No more zigzags: Scientists uncover mechanism that stabilizes fusion plasmas
Sawtooth swings—up-and-down ripples found in everything from stock prices on Wall Street to ocean waves—occur periodically in the temperature and density of the plasma that fuels fusion reactions in doughnut-shaped facilities called tokamaks. These swings can sometimes combine with other instabilities in the plasma to produce a perfect storm that halts the reactions. However, some plasmas are free of sawtooth gyrations thanks to a mechanism that has long puzzled physicists.
Researchers at the U.S. Department of Energy's (DOE) Princeton Plasma Physics Laboratory (PPPL) have recently produced complex simulations of the process that may show the physics behind this mechanism, which is called "magnetic flux pumping." Unraveling the process could advance the development of fusion energy.
Fusion drives the sun and stars
Fusion, the power that drives the sun and stars, is the fusing of light elements in the form of plasma—the hot, charged state of matter composed of free electrons and atomic nuclei—that generates massive amounts of energy. Scientists are seeking to replicate fusion on Earth for a virtually inexhaustible supply of power to generate electricity.
The flux pumping mechanism limits the current in the core of the plasma that completes the magnetic field that confines the hot, charged gas that produces the reactions. This development, found in some fusion plasmas, keeps the current from becoming strong enough to trigger the sawtooth instability.
Spearheading the research that uncovered the process was physicist Isabel Krebs, lead author of a Physics of Plasmas paper describing the mechanism that was published last September and made into a DOE Office of Science highlight in June that summarizes the findings. Krebs, a post-doctoral associate, used the PPPL-developed M3D-C1 code to simulate the process on the high-performance computer cluster at PPPL, working closely with theoretical physicists Stephen Jardin and Nate Ferraro, developers of the code. "The mechanism behind magnetic flux pumping had not been understood," Jardin said. "Isabel's paper describes the process."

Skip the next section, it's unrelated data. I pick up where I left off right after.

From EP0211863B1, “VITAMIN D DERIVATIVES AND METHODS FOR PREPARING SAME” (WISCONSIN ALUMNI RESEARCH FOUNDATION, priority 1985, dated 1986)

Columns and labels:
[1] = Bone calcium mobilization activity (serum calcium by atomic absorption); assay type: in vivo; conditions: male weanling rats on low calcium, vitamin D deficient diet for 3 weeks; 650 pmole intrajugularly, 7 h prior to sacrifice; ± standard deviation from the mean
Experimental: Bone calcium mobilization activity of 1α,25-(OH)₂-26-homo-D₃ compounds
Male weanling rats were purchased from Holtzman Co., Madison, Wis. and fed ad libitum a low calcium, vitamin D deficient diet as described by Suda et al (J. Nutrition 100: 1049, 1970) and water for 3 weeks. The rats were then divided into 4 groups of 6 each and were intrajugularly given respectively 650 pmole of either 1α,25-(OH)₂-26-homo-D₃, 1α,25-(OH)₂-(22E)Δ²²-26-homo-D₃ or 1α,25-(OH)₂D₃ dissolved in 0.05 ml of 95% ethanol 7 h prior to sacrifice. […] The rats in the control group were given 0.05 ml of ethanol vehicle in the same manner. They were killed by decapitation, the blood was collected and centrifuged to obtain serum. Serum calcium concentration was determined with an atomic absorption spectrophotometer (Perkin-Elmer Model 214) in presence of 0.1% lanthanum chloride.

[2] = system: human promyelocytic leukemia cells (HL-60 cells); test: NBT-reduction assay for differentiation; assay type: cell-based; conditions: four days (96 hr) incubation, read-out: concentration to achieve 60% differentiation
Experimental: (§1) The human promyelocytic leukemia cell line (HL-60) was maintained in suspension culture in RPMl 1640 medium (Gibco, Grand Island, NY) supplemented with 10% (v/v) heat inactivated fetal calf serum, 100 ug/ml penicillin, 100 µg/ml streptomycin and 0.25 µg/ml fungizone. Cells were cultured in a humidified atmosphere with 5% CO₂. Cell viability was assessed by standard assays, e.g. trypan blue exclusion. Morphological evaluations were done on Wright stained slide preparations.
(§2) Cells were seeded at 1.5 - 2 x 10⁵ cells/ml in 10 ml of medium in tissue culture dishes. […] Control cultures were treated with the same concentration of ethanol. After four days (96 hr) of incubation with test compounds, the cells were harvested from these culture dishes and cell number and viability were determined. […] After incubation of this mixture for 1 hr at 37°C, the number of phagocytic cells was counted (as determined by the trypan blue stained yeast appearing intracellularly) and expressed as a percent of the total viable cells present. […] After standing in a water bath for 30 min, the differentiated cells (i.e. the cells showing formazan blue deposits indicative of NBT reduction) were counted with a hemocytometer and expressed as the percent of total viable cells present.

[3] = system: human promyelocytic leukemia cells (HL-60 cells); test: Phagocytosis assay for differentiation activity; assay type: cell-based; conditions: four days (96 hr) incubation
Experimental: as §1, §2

In the PPPL simulations, magnetic flux pumping develops in "hybrid scenarios" that exist between standard regimes—which include high-confinement (H-mode) and low-confinement (L-mode) plasmas—and advanced scenarios in which the plasma operates in a steady state. In hybrid scenarios, the current remains flat in the core of the plasma while the pressure of the plasma stays sufficiently high.
This combination creates what is called "a quasi-interchange mode" that acts like a mixer that stirs up the plasma while deforming the magnetic field. The mixer produces a powerful effect that maintains the flatness of the current and prevents the sawtooth instability from forming. A similar process maintains the magnetic field that protects the Earth from cosmic rays, with the molten liquid in the iron core of the planet serving as mixer.
The mechanism also regulates itself, as the simulations show. If the flux pumping grows too strong, the current in the core of the plasma stays "just below the threshold for the sawtooth instability," according to Krebs. By remaining below the threshold, the current keeps the plasma temperature and density from zigzagging up and down.
The simulations could lead to measures to avoid the troublesome swings. "This mechanism may be of considerable interest for future large-scale fusion experiments such as ITER," Krebs said. For ITER, the major international fusion experiment under construction in France, creation of a hybrid scenario could produce flux pumping and deter sawtooth instabilities
One way to develop the hybrid scenario will be for operators of ITER to experiment with the timing of the neutral beam power that will heat the ITER plasma to fusion temperatures. Such experiments could lead to the combination of plasma current and pressure that produces sawtooth-free operation.